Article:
SAN FRANCISCO (CBS SF) — San Francisco District Attorney Chesa Boudin, who is being criticized over his handling of a parolee subsequently arrested for a deadly New Year’s Eve hit-and-run crash, once represented the suspect when he was a defense attorney at the Public Defender’s office.
Monday afternoon, Boudin announced the filing of multiple felony charges against Troy McAlister, including vehicular manslaughter while intoxicated, hit-and-run, gun possession and stolen vehicle charges, as well as multiple enhancements related to a prior strike conviction.
McAlister was arrested following the crash which killed Hana Abe, 27, and Elizabeth Platt, 60, after trying to flee the scene on foot. The vehicle McAlister was driving had allegedly been stolen in Daly City from a woman he had met on a dating app who was left stranded outside a restaurant after he took her car, according to the San Francisco Chronicle.
In 2018, Boudin was listed on the docket as the public defender during a preliminary hearing for McAlister who was accused of robbery at the time.
Alex Bastian, Assistant District Attorney, told KPIX 5, “District Attorney Boudin was not the public defender assigned to this particular defendant. It appears that he stood in on the case once in order to continue the matter for one of his colleagues. In fact, the prosecutor standing in that day was doing the same for a colleague as well. Standing in for a colleague is a very common practice that both prosecutors and public defenders do regularly.”
— Joe Vazquez (@joenewsman) January 4, 2021
After the filing of charges on Monday, Boudin said in a statement, “My entire office is distraught over this, and our hearts break for the families of Ms. Abe and Ms. Platt.”
Boudin also said the case was “an example of many different agencies each failing to intervene effectively.”
“Although of course no one predicted this tragedy, it is true that the Daly City Police, the San Francisco Police, Parole, and my office all could have done things differently, which might have avoided this terrible outcome,” Boudin said. ‘I have to start with what we could have done differently in house and we are carefully reviewing what happened and how the District Attorney’s Office can work to prevent tragedies like this from occurring in the future. I am implementing concrete changes to our longstanding practices regarding referrals to other agencies. We are committed to working with our law enforcement partners—including police agencies and parole—to make systematic changes effective immediately.”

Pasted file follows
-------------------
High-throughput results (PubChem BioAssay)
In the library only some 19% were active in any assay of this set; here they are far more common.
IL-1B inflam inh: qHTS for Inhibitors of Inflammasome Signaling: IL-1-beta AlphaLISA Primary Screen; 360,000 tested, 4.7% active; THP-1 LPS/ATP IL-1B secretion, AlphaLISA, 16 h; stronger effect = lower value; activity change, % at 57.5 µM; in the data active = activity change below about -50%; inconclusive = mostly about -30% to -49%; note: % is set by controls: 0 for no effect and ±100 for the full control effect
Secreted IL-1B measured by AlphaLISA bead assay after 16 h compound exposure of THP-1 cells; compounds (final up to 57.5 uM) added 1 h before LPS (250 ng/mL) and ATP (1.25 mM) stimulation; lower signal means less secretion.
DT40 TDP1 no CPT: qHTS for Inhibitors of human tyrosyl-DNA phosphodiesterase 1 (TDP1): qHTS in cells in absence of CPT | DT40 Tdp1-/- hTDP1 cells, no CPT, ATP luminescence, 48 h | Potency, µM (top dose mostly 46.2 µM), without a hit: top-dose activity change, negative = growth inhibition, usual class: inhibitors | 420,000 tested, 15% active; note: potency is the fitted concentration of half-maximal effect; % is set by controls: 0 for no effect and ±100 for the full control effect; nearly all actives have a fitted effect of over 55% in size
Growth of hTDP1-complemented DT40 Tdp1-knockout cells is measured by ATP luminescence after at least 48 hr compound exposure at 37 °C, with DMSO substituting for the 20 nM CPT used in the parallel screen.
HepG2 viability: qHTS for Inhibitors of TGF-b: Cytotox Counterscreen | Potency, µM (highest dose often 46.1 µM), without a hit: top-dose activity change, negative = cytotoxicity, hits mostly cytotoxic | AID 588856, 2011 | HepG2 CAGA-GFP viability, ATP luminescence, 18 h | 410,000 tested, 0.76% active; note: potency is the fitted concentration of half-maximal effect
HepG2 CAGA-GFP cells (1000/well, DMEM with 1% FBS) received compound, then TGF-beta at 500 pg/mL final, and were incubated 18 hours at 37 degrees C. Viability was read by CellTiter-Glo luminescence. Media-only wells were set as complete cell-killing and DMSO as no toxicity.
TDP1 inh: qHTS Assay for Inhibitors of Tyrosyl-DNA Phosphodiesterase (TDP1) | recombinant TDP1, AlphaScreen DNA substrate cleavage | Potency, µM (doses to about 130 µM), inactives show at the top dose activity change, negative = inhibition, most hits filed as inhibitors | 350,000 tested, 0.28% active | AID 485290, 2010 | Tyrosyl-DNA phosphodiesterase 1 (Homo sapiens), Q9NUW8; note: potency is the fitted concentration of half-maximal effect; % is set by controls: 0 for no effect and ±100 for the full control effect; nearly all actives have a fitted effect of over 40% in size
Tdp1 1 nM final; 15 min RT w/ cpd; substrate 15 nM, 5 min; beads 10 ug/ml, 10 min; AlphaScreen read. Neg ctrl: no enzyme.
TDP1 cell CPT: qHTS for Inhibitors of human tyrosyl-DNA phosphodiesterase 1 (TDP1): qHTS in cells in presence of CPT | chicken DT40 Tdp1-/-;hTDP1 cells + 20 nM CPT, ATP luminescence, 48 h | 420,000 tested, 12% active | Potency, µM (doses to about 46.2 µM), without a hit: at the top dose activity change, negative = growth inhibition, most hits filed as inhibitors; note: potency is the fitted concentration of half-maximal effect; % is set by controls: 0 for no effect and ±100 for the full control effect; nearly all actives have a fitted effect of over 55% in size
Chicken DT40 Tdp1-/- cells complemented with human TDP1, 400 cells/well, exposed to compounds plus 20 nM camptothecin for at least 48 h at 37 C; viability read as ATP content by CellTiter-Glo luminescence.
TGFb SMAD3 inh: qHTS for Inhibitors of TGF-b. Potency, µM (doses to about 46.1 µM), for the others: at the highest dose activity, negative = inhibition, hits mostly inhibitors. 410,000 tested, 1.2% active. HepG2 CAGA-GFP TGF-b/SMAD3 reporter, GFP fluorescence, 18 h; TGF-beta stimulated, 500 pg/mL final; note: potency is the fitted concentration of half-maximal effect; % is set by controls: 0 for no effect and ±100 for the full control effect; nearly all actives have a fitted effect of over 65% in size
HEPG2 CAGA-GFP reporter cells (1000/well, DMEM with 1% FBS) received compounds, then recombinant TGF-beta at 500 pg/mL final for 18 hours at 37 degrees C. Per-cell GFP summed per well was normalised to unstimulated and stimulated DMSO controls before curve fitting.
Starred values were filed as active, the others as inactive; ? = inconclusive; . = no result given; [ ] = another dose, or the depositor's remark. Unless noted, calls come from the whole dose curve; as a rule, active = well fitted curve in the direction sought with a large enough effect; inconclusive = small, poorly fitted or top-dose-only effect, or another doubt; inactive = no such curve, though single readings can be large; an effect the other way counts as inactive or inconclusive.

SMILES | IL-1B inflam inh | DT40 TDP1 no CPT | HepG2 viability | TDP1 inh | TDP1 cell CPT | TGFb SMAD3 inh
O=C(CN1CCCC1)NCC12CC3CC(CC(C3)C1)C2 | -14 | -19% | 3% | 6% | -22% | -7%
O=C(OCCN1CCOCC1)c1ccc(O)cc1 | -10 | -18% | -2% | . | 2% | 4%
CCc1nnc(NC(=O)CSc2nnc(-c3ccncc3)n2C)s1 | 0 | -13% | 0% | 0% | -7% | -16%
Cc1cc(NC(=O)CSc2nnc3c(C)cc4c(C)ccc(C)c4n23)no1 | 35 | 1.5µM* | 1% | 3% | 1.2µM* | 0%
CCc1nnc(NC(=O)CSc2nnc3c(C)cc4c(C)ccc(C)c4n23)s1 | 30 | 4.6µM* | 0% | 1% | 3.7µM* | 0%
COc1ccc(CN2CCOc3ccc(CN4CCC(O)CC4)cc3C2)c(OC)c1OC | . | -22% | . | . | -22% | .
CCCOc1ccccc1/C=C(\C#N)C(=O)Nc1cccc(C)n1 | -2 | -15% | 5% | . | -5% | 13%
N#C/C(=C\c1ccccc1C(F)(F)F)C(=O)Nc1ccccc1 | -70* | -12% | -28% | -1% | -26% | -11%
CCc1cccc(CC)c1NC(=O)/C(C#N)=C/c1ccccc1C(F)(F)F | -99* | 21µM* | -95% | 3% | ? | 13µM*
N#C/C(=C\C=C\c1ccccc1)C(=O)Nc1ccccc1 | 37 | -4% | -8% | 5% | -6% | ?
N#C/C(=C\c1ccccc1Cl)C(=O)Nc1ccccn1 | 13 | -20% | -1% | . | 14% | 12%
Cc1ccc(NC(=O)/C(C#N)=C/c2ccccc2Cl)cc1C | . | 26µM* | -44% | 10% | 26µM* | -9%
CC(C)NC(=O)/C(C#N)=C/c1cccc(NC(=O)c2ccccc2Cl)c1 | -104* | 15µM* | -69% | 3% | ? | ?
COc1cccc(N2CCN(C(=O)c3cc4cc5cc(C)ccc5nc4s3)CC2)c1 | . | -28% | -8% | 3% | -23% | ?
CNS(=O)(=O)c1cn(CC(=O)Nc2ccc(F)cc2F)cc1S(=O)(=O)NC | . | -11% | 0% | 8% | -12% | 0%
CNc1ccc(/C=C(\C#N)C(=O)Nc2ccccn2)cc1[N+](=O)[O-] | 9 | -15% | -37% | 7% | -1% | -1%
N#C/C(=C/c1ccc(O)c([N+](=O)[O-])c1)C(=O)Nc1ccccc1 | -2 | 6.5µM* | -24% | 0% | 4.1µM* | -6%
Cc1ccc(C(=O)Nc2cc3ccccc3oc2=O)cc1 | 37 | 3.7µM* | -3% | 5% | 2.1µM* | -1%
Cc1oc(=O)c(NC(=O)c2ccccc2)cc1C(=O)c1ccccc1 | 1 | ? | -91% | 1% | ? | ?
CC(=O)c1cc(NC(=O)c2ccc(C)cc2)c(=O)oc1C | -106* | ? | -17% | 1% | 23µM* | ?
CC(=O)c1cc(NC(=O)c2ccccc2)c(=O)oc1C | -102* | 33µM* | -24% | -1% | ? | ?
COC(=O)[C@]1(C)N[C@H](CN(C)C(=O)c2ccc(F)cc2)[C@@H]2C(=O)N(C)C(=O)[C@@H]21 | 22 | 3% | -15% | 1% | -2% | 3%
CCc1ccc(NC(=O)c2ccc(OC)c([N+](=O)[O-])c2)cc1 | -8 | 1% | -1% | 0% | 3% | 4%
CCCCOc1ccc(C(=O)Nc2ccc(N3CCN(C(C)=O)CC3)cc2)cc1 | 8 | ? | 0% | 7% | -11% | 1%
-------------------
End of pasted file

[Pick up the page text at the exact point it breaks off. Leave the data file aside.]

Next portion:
Boudin said his office is meeting with the victims’ families this week.
The San Francisco Police Officers Association said a March 2020 sentencing agreement for a 2015 armed robbery between McAlister and Boudin’s office resulted in McAlister not serving any prison time, and that McAlister has since been arrested multiple times by the SFPD with Boudin failing to file criminal charges each time.
The SFPOA, which has long been at odds with Boudin’s policies and opposed his election, called for the creation of an independent oversight panel to review Boudin’s criminal charging decisions and a review of what the union called “potential conflicts of interests in criminal cases.”
Authorities have said McAlister committed two crimes in San Francisco after his parole was granted earlier in 2020, one in November, the other in December. The district attorney’s office has not released formal details on the crimes, but said they were “non-violent.”
KPIX 5 has learned that McAlister was arrested five times in San Francisco in the space of seven months after he was let out on parole in April of last year. He was arrested in June for burglary and possession of burglary tools; again in August for stealing a car and possession of stolen property; October 15th, also stealing a car and possession of meth; November 6th, he was arreste for auto burglary; December 20th, possession of a stolen car, stolen property and burglary tools.
“There are missed opportunities here, and you’re right that every single law enforcement agency involved in supervising Mr. McAllister or dealing with his arrests is taking a hard look at what happened and what might have happened,” Boudin said in an interview Sunday regarding how McAlister ended up on the streets after being accused of additional crimes.
Boudin claimed Daly City police should have more aggressively pursued an arrest of Boudin following the stolen car case.
“The Daly City Police Department were aware that Mr. McAllister had stolen the vehicle used in this fatal, tragic hit-and-run, and that he had a firearm,” Boudin said Sunday. “They were aware he was on parole. They were aware of his address and his phone number as of December 29th. And instead of taking steps to arrest him and get him off the streets to get the gun out of his possession and return the car to its rightful owner, they wrote in their report apparently that they were going to wait until January 3rd.”
Joe Vazquez contributed to this report.